A decade that opened windows of democracy in sport
It was not primarily the athletes that drove the radical change of the sports agenda in the decade we leave. But there are signs that athletes will be at the heart of the agenda of the 2020’ies, writes Play the Game’s international director in a wind-up of ten turbulent years in world sport.
Try to think ten years back (if you are not too young or too old to remember):
If someone had told you, at the doorstep of 2010, that the following decade would
- show at least one million of Brazilians taking to the streets, combining their outrage over government policies with protests against the FIFA World Cup, and sending shock waves through the Olympic movement
- have 15 cities around the world withdraw their bid for hosting Olympic Games after referendums, or out of fear for how taxpayers and voters would react
- reveal a long-term, systemic doping programme orchestrated by one of the world’s most powerful nations in sport and politics, the Russian Federation, forcing prominent whistleblowers to seek asylum elsewhere and causing deep divisions in international anti-doping
- see the U.S federal police raid a FIFA congress in Switzerland, exposing unknown corruption scandals worth hundreds of millions of US-dollars, eventually imposing huge fines and long jail sentences to numerous football officials
- grant one of the two largest sporting events in the world to a tiny desert state, unleashing a global debate about slavery-like work conditions in Qatar and other Arab countries, and human rights violations in sport at a general level
- see a Vice-President of the International Olympic Committee arrested during the Olympic Games, with cameras rolling, and a handful of other members of the inner Olympic power circles retire due to criminal investigations across the world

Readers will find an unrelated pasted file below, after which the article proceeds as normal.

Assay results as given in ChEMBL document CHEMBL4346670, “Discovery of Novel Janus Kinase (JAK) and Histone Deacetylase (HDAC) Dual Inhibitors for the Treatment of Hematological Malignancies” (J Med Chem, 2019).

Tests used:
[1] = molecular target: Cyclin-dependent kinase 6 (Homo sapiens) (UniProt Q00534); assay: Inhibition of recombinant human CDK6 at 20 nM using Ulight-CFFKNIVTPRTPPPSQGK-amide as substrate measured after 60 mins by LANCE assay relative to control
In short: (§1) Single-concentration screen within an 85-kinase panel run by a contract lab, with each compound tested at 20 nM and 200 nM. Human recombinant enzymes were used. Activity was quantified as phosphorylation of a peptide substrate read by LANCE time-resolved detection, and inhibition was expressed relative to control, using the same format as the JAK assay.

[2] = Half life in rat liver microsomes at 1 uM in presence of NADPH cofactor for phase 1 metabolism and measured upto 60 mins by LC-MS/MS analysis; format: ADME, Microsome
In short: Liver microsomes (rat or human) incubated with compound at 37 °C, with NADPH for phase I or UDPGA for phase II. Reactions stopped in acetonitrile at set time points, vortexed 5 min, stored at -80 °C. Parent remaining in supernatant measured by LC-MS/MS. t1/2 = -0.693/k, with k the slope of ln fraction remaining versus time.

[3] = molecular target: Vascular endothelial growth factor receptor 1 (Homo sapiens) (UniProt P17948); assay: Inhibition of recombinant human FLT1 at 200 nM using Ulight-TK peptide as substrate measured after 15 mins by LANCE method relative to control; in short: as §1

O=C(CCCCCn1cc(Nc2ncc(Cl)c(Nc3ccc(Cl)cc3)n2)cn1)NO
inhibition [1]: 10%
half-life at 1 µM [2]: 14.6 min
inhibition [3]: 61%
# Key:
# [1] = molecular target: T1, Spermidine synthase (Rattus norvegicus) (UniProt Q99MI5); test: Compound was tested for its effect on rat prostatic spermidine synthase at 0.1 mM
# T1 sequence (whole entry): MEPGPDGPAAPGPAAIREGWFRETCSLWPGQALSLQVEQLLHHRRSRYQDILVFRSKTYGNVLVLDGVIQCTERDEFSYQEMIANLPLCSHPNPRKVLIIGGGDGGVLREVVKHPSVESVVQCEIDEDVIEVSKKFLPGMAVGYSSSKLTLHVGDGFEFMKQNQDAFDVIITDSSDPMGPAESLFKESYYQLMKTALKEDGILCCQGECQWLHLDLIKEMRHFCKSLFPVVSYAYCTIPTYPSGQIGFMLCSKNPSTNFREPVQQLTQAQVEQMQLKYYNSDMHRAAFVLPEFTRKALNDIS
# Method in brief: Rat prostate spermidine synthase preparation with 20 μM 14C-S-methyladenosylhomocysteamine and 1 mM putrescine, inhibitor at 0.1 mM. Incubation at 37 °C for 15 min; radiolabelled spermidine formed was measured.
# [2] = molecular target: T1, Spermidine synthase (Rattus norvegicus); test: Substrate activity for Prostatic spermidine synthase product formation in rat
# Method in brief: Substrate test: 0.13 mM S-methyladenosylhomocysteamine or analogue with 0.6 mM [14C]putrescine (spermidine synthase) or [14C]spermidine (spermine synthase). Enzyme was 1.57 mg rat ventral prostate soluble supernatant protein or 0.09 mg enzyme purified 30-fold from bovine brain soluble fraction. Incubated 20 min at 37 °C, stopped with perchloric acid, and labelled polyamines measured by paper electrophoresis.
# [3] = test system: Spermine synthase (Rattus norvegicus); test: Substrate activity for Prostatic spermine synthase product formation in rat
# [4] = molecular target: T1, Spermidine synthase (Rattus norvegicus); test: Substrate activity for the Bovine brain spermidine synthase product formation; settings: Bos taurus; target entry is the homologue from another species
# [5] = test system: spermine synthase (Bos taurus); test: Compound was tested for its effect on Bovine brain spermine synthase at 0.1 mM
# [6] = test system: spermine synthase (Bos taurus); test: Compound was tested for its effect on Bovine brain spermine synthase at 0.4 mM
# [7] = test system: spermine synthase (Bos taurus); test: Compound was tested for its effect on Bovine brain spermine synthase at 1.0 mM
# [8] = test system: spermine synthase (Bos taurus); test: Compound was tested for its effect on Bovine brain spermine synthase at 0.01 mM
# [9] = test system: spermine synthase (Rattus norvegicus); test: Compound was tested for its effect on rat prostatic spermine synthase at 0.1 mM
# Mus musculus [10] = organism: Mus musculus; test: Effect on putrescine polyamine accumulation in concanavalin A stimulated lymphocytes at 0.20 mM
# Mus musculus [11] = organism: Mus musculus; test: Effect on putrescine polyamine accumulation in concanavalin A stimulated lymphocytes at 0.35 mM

- hear over 150 women testify on the massive sexual abuse they were exposed to over two decades by a physician of the USA Gymnastics team and Michigan State University, adding their stories to dozens of similar cases affecting the lives of boys and girls, in the UK, France, Norway, Nigeria, the Netherlands…
Would you have found such predictions for international sport credible?
Or would you have regarded them as wishful thinking by “negative people who tried to build a career by criticising the good work of sport” – as an official from the very top of international sport in 2009 kindly characterised Play the Game and the speakers we brought along?
Honestly, I don’t think even the most critical, most negative, most conspiracy-loving follower of Play the Game in 2009 could imagine the real scope of the crime and corruption challenges woven into modern sport.
Back then, the solid evidence brought forward by investigative journalists, whistleblowers, researchers, and prosecutors, was already bad enough to conclude that sport had a serious and inherent integrity problem.
Sports officials would most often dismiss their well-founded revelations as exaggeration and fantasies, but the 2010s proved that reality also in sport often surpasses imagination.
It can be hard to draw hope and inspiration from the above-mentioned sports scandals and many others we have experienced in the last decade. After all, they have all come at a high price for those who suffered the consequences. Corruption is not a victimless crime: Ask Mario Goijman, ask Yuliya and Vitaly Stepanov, ask Phaedra Almajid, ask Bonita Mersiades, ask Sandro Donati, ask any whistleblower around in sport.
But thanks to these courageous people, thanks to investigative journalists, thanks to honourable public servants, the 2010s brought a remarkable difference: Silence was finally broken. A few examples: